Lesson 4: Gunny Mac Private Detective. How did I Start?


As I stated in one of my earlier lessons I had a framework that I wanted to write around but I had no story. Here are those individual items I wanted to write about.

I wanted to write about events in the 1940s and 1950s because I love that time period.

I have a certain genre I love.

I always have a main character that I love.

I always have a sense of the story I love

I love dogs…so they are in my novels.

I’m Catholic, and some of my heroes are priests and characters who profess to be Catholic.

I like good guys to win and bad guys to lose.

I also write about things that I’m passionate about or have some information that can help me write the story.

As you can tell, I already have elements of my story included every single time.

I can’t figure out how somebody can write fantasy and create a whole new world that they never experience. I wish I could do that.

My stories tend to be sentimental, hard-boiled, detective novels. Why?  Because I like those types of characters.  I like sentimental characters when they have to be… and when the need arises… to be violent.  Kindhearted and sweet when they need to be, brutal and unforgiving when they have to be. I like to write about a person who recognizes their need for redemption. That’s because most of us are far from perfect human beings, and we need redemption.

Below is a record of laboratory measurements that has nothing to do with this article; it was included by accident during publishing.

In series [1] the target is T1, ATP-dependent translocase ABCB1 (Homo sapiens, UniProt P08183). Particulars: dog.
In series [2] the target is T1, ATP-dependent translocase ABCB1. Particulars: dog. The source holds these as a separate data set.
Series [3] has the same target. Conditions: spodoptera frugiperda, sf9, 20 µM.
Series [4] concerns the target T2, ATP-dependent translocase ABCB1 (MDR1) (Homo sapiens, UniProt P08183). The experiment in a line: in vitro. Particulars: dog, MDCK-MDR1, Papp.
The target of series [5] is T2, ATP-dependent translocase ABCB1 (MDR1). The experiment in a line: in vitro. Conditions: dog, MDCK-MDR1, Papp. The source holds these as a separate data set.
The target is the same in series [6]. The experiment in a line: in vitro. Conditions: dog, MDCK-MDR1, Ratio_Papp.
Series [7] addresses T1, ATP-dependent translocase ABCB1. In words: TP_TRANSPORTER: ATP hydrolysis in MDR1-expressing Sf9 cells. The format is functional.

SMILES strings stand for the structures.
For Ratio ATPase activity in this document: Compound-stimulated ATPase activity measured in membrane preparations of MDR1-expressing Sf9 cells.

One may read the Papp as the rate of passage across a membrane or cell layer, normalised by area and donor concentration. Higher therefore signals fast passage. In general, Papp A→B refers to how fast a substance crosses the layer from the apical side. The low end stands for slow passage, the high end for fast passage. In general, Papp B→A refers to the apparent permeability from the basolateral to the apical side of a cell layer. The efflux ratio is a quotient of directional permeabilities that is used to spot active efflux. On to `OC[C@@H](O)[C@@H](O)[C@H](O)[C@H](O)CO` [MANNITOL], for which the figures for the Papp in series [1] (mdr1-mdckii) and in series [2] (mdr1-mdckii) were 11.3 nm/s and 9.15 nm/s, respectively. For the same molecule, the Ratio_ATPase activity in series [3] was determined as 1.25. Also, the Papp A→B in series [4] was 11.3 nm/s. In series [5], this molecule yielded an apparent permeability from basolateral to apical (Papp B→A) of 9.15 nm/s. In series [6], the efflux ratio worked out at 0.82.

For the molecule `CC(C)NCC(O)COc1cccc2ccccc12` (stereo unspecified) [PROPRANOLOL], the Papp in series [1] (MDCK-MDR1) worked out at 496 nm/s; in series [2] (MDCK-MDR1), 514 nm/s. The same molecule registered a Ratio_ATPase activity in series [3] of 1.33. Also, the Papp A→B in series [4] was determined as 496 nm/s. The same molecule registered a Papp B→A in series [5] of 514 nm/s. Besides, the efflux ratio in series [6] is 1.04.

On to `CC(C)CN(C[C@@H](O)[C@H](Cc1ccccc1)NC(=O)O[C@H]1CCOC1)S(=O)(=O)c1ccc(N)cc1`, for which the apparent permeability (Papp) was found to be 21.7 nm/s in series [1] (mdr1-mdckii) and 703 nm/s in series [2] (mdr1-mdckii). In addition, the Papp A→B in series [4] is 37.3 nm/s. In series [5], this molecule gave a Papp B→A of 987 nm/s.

So now I had to find a concept and premise that I could put these elements into and have a story.

After some research, I accidentally ran into a bit of history. Please remember I love World War II history. I found out that President Roosevelt was convinced that the First Marine Division fighting for its life on Guadalcanal was about to be defeated. He knew if Guadalcanal fell the Japanese would attack Hawaii. So he came up with a plan to collect all the currency in the islands and burn the money at two locations: at a mortuary and a sugar cane factory. He then would reissue American dollars with the word Hawaii stamped across the back of each bill. If the Japanese did invade Hawaii they could not use our currency against us.

You can still buy some of the bills with the word Hawaii stamped across the back of a bill. I also located a 500-page report written by a General during that time, which briefly discusses the burning of the money and the problems they were having in the Hawaiian Islands at that time.

Concept: What if President Roosevelt in 1942 felt he had to collect and burn all currency in Hawaii and reissue notes with Hawaii written across the back of each bill.

Premise: What if four wounded veterans are the only ones to stop gangsters, government officials, and crooked cops from stealing the money.

Bingo…I had what I needed to begin my story!

In Lesson 5, I will discuss my next steps involved in writing Gunny Mac Private Detective Trouble In Chinatown.